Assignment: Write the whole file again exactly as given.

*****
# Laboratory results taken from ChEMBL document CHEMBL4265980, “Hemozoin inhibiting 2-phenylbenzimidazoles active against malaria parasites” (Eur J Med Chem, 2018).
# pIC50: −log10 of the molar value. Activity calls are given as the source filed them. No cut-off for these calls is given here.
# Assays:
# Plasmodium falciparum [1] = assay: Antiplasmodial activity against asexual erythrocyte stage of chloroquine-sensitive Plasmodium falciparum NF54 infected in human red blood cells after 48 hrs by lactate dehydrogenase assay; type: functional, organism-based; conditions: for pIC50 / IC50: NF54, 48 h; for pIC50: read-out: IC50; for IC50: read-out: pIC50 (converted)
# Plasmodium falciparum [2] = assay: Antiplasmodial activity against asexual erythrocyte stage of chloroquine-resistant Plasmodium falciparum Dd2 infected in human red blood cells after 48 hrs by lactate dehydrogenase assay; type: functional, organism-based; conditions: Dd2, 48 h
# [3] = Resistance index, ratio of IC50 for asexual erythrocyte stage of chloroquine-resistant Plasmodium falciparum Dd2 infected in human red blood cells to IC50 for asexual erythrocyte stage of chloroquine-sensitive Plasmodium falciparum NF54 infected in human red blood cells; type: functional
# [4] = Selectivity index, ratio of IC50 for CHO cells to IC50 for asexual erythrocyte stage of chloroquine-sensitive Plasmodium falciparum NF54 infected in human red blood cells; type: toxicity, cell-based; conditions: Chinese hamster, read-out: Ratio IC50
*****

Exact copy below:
# Laboratory results taken from ChEMBL document CHEMBL4265980, “Hemozoin inhibiting 2-phenylbenzimidazoles active against malaria parasites” (Eur J Med Chem, 2018).
# pIC50: −log10 of the molar value. Activity calls are given as the source filed them. No cut-off for these calls is given here.
# Assays:
# Plasmodium falciparum [1] = assay: Antiplasmodial activity against asexual erythrocyte stage of chloroquine-sensitive Plasmodium falciparum NF54 infected in human red blood cells after 48 hrs by lactate dehydrogenase assay; type: functional, organism-based; conditions: for pIC50 / IC50: NF54, 48 h; for pIC50: read-out: IC50; for IC50: read-out: pIC50 (converted)
# Plasmodium falciparum [2] = assay: Antiplasmodial activity against asexual erythrocyte stage of chloroquine-resistant Plasmodium falciparum Dd2 infected in human red blood cells after 48 hrs by lactate dehydrogenase assay; type: functional, organism-based; conditions: Dd2, 48 h
# [3] = Resistance index, ratio of IC50 for asexual erythrocyte stage of chloroquine-resistant Plasmodium falciparum Dd2 infected in human red blood cells to IC50 for asexual erythrocyte stage of chloroquine-sensitive Plasmodium falciparum NF54 infected in human red blood cells; type: functional
# [4] = Selectivity index, ratio of IC50 for CHO cells to IC50 for asexual erythrocyte stage of chloroquine-sensitive Plasmodium falciparum NF54 infected in human red blood cells; type: toxicity, cell-based; conditions: Chinese hamster, read-out: Ratio IC50